Search engine optimization (SEO) is critical to help your brand reach the first page of search results and ideally climb into the top 5 positions for your primary keyword.
But what happens when you want to expand outside of local markets? With Google now seeing more than 3.5 billion searches per day, there’s a massive opportunity for brands to capture new customers. The caveat is that existing SEO practices may not translate — and in some cases, may actually hurt your brand in other countries.
To avoid this potential pitfall, a robust international SEO strategy is critical. Here’s what you need to know about what it is, how it works, how it’ll benefit you, and what steps you can take to create an effective plan.
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Effective strategies leverage a combination of geographic and language data to develop SEO plans that drive reliable ROI. A strong international SEO strategy will help your company reach new markets and multiply revenue.
What does international SEO do for company websites?
An international SEO strategy for websites focuses on creating content that’s applicable to local markets, as well as developing a website structure that makes it easy for search engines to find and serve the right webpages to the right users at the right time.
Consider a company that sells window shades in the United States and is making a move into Canada. First, you’ll want to ensure Canadian customers are sent to the right pages on your website — pages that contain information about Canadian locations, Canadian shipping times, and fees and costs in CAD.
You’ll need a website structure that includes both U.S. and Canadian pages and leverages enough metadata that search requests from users will direct them to the right page for their current location.
Does my business need an international SEO strategy?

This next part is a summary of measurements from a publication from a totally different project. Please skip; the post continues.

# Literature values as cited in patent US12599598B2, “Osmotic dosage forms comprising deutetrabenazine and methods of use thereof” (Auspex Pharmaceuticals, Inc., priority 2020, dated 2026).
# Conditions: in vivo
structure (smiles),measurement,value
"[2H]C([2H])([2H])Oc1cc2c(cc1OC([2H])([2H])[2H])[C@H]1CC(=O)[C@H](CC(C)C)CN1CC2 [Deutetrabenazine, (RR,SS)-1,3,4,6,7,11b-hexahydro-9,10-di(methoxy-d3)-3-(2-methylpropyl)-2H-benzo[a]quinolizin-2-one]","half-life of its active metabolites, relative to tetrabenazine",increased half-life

If you have no plans to expand beyond local markets — such as your current city or state — international SEO probably isn’t worth the time and resources required. In fact, international SEO can backfire if your business is entirely local. Customers who land on international pages won’t be happy when they discover you serve a very small geographic area.
On the other hand, if you’re looking to expand beyond country borders, it’s worth spending on international SEO. Given the sheer number of companies competing on the global stage and the increased challenge in ranking highly for relevant keywords, a comprehensive strategy is critical.
Still not sure whether you should go for a local SEO strategy or international SEO strategy?
There are four primary differentiators between local SEO and international SEO:
Cost: Owing to their scale and scope, international SEO efforts come with significant costs.
Content: To ensure international reach, you’ll need to create significantly more content than you would for a local SEO strategy.
Capture: International SEO expands the target market you’re trying to capture, which necessitates in-depth research to ensure your brand aligns with customer expectations.
Competition: Competition for keywords and customers is much greater for international SEO efforts. Instead of simply competing with other businesses in the same local sphere of influence, you could be up against multinational corporations.
Questions to Ask About International SEO
Not sure how to get your international SEO efforts off the ground? Start with these questions.
Where are you headed?
Should you target language or country?
What localization factors matter most?
How can you build local links?
Does social media matter?
Are current keywords good enough?
Do you have the right tools and talent?
1. Where are you headed?
Depending on the part of the world you’re targeting, your international SEO approach will change. For example, if you’re headed to China, the most popular search engine is Baidu, while Yandex is the preferred choice in Russia. Each of these engines have their own approach to SEO, meaning it’s worth doing your research to find out what matters most for rankings.
2. Should you target language or country?
This is a common international SEO question: Are you better-served targeting a specific language or a country? The answer depends on your goals. If you’re looking to appeal to a broad audience regardless of where they live, language optimization may be the answer. If you’re looking to grow brand awareness in a specific part of the world, opt for country-based SEO.
3. What localization factors matter most?